Visit England and the English Through13 of My Favorite Films and Have a Movie Marathon!
To help you get in the spirit for a trip to England and the opportunity to hang out with the English, let me suggest you plan a movie marathon for a day when the weather suggests you plan a day or more at home. You might want to invite one or more friends to join you. Plan a buffet brunch, have munchables available so you don’t have to be interrupted to while watching the films and create food-intermissions to round out your virtual travels.
The films listed below all give you insights into places to visit, things to see, a sense of history, and some understanding of the psyche of the people. They are also listed in a timeline order that makes sense for viewing and include classics, historical docu-dramas, comedies, and films that are very different while delivering information on the destination and its people.
Go to our FORUMS and, at Ask Stephanie, post your feedback on any or all of the films and suggest others that should be included in an English Movie Marathon.
1. Classic 1939 film, “Private Lives of Elizabeth and Essex,” with Bette Davis, Errol Flynn and Olivia de Havilland. Based on Maxwell Anderson’s play, this is a wonderful way to step into your English film history.
2. Released in 2004, “Vanity Fair,” with Reese Witherspoon opens in what is supposed to be Olde London Town but was actually shot in modern Bath, England. The story depicts England in the early 1800’s.
3.” The Young Victoria” (2009) explores the coming of age of the young Queen of England who became queen at the age of 18. Costumes, cuisine, customs, historic events, and her enduring love for and with Prince Albert are chronicled in this entertaining and informative film. Emily Blunt does an excellent job playing Victoria.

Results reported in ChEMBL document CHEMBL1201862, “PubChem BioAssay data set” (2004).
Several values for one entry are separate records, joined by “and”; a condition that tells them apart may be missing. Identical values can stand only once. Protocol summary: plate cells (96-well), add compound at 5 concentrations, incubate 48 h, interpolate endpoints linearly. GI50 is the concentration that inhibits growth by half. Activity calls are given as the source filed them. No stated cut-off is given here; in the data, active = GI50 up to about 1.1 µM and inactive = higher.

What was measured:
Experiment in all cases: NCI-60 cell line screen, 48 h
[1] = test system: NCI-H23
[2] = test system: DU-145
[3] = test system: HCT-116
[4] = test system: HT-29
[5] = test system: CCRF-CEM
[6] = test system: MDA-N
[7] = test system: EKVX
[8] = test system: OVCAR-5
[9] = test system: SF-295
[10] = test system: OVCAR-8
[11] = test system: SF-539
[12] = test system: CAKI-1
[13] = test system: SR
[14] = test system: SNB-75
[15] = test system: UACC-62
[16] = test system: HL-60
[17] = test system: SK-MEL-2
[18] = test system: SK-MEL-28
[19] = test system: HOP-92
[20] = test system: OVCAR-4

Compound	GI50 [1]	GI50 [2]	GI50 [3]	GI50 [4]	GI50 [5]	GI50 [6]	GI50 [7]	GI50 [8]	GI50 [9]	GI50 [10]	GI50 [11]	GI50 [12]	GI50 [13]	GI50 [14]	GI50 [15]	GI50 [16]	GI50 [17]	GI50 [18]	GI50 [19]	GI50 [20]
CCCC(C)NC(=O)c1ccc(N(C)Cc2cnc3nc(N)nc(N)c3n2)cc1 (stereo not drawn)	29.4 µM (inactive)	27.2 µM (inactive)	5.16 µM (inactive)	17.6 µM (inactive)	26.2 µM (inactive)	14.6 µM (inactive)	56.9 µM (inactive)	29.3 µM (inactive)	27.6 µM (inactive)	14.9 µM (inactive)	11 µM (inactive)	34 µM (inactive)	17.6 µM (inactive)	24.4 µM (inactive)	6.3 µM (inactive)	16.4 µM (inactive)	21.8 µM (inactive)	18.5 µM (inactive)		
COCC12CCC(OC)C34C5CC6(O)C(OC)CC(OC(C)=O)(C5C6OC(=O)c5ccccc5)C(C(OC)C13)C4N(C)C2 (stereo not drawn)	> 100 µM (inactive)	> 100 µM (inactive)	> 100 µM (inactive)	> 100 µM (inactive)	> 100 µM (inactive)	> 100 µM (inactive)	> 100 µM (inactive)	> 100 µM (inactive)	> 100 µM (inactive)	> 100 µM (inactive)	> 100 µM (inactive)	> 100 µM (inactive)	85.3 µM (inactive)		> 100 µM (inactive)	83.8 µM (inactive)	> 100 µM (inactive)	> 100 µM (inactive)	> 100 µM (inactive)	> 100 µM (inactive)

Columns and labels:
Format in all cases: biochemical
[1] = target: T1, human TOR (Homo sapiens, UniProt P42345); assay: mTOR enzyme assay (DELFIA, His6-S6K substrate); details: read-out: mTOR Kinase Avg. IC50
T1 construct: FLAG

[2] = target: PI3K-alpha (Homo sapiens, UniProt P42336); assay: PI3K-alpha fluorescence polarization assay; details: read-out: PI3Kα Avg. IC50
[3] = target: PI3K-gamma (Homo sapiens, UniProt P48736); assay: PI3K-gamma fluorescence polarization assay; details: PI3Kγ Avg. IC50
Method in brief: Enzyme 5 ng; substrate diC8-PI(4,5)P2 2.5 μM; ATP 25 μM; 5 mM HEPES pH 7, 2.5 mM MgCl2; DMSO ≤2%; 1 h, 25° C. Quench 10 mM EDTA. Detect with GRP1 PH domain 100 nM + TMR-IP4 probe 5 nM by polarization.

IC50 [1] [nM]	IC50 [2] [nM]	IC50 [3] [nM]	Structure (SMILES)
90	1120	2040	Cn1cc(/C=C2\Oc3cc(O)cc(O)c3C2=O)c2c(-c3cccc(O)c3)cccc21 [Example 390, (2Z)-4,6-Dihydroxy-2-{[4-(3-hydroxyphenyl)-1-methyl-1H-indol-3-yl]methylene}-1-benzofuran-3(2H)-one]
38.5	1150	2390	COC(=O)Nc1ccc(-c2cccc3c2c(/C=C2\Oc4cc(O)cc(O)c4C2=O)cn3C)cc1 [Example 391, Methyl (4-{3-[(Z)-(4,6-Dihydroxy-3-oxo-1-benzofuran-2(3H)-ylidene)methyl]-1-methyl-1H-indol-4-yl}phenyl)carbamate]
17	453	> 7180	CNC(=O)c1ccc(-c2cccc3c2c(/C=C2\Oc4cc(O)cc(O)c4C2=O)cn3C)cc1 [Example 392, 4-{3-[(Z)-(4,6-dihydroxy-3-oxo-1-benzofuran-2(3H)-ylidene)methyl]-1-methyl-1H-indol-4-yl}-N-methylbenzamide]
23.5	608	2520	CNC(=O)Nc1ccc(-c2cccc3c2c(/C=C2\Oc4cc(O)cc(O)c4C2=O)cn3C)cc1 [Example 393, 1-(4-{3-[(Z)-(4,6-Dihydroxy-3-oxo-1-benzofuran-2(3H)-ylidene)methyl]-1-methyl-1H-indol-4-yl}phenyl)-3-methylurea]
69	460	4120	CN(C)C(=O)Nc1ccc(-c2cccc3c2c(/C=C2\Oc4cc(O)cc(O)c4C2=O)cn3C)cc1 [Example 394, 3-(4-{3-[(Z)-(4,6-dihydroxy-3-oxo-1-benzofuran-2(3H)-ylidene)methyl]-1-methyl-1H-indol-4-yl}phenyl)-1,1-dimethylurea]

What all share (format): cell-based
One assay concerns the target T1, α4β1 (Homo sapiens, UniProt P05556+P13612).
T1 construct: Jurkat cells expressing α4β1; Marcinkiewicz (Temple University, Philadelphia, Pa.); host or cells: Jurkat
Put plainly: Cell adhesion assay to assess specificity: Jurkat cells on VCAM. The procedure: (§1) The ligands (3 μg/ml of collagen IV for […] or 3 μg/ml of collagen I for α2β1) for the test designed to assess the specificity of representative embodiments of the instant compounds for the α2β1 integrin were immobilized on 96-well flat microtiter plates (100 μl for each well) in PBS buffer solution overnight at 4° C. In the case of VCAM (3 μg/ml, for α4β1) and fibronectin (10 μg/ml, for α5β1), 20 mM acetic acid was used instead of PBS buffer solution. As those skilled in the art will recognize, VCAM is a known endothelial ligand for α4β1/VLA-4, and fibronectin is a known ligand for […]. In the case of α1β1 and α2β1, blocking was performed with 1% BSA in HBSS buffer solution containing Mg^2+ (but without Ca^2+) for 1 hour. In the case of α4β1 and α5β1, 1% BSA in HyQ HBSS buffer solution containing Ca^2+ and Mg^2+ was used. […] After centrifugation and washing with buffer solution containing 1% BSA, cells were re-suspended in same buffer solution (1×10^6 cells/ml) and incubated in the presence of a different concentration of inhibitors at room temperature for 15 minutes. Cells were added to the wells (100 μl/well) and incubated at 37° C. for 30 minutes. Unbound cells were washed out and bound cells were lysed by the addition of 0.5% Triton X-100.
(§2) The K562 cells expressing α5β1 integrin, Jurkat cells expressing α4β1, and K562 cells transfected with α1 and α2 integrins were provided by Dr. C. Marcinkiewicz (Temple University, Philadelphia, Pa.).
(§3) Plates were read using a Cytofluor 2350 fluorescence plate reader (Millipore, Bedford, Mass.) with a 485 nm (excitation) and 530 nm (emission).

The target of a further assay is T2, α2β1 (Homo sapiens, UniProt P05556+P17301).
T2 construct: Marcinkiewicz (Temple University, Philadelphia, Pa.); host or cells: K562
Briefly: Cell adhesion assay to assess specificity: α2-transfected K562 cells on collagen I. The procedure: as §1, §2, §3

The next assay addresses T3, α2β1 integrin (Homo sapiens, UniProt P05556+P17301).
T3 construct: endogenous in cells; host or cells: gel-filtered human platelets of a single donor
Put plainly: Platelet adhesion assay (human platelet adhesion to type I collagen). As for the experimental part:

4. “W./E.” is currently in theaters. This marvelous film that was co-authored, directed and produced by Madonna and it is fantastic! It’s the story of Wallace Simpson, the twice div0rsed socialite from Baltimore, Maryland who became the paramour of Edward Albert Christian George Andrew Patrick David, who became King Edward VIII for 10 months and 21 days until he abdicated the throne to on December 11, 1936 in order to marry Wally Simpson. The film provides interesting shots of London and Paris and tells the story through parallels of the life of a young woman living today who was named Wallace, called Wally by friends, family and colleagues, and brings the story of Wallace Simpson to life. W./E. takes on the same format as the film, “Julia and Julia” where the story flashes between the lives of Julia Child and a young woman devotee trying to know Julia Child better through her first cookbook. This film is terrific! there are so many wonderful photographic shots, superb acting, and a story you’ll remember.
In W./E., you’ll see flashes of King Edward’s brother, Albert, and you’ll recognize him by his stammering. His speech challenges are the subject of the next film that provides insights into London and England in the film, “The King’s Speech. Note that while Edward was known to friends and family at David, Albert becomes King George VI and gives his brother, the dethroned King Edward VIII, the title of Duke of Windsor.
5.That brings us to “The King’s Speech” with Colin Firth playing King George VI who has inherited the throne from King Edward VIII and needs to get control of his stammering and stuttering in order to make the public speeches he needs to deliver on behalf of the British Empire to his people, and Geoffrey Rush, who plays Lionel Logue, the speech therapist who helps to improve his speech patterns and becomes a lifelong friend of the king. Great shots of London and its not-so-impressive neighborhoods as well as the areas of pomp. You’ll see glimpses of news reels as well as actresses playing the future Queen Mother of Queen Elizabeth II and her sister, Princess Margaret.
6. Checkout the 1989 film, “Shirley Valentine,” (consider its rating for language and nudity before showing to general audiences) one of my favorite films, about a middle-aged English woman who feels neglected and unwanted as well as overworked and bored taking care of her husband and children in their 20’s who anguishes over whether she should go on holiday with a friend who won a trip to Mykonos, Greece. You’ll get a chance to see neighborhoods and shopping areas in London and then spend the rest of the film with Shirley in Mykonos. A touching, funny, romantic comedy that I’ve seen dozens of times. You’ll get some insights into politics of being a student as well!